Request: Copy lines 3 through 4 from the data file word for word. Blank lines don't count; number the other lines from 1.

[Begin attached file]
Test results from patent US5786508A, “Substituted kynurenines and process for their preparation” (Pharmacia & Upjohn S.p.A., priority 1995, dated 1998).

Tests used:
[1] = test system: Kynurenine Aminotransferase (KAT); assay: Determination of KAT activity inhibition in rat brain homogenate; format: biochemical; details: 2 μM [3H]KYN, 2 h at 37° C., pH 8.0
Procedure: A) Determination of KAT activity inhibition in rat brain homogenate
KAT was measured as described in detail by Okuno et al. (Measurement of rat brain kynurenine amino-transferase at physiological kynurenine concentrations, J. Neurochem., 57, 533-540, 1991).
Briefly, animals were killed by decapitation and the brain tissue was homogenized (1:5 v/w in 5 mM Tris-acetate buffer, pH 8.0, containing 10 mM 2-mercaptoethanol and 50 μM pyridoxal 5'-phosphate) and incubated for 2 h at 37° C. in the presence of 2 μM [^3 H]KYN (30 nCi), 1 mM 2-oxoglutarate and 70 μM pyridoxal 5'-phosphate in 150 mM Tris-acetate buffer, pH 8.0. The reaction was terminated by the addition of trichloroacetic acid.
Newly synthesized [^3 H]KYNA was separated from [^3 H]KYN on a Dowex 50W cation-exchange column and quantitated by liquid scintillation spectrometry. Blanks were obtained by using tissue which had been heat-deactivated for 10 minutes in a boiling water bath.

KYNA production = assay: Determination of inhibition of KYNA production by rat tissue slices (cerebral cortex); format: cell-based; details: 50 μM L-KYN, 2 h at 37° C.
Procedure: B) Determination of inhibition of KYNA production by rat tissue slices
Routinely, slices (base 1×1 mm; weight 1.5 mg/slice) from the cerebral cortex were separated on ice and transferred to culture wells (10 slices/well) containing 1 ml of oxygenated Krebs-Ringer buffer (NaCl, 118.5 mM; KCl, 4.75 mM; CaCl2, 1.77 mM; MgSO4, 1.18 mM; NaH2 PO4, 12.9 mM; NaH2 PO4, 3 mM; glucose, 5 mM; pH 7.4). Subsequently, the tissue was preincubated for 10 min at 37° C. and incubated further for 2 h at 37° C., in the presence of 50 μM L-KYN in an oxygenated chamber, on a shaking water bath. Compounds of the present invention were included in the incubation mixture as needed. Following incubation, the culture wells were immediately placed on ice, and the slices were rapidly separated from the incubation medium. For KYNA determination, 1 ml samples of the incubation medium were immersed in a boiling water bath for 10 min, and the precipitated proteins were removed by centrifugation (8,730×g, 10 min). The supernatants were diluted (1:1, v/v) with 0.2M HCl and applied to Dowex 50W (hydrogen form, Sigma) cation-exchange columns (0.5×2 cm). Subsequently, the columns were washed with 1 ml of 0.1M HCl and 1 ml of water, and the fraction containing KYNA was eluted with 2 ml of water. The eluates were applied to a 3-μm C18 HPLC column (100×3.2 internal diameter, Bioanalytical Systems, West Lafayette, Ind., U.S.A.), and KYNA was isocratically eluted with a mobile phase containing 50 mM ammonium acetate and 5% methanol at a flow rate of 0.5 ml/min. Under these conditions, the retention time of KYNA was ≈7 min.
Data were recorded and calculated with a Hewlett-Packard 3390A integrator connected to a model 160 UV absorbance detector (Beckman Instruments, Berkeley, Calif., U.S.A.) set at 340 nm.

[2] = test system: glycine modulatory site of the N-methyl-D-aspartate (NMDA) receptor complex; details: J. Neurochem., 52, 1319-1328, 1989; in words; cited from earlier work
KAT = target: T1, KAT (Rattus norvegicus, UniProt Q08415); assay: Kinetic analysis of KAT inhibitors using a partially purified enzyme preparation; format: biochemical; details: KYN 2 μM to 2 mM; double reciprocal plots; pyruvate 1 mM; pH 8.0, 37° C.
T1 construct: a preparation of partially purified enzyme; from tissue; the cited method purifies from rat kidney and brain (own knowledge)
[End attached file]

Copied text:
[1] = test system: Kynurenine Aminotransferase (KAT); assay: Determination of KAT activity inhibition in rat brain homogenate; format: biochemical; details: 2 μM [3H]KYN, 2 h at 37° C., pH 8.0
Procedure: A) Determination of KAT activity inhibition in rat brain homogenate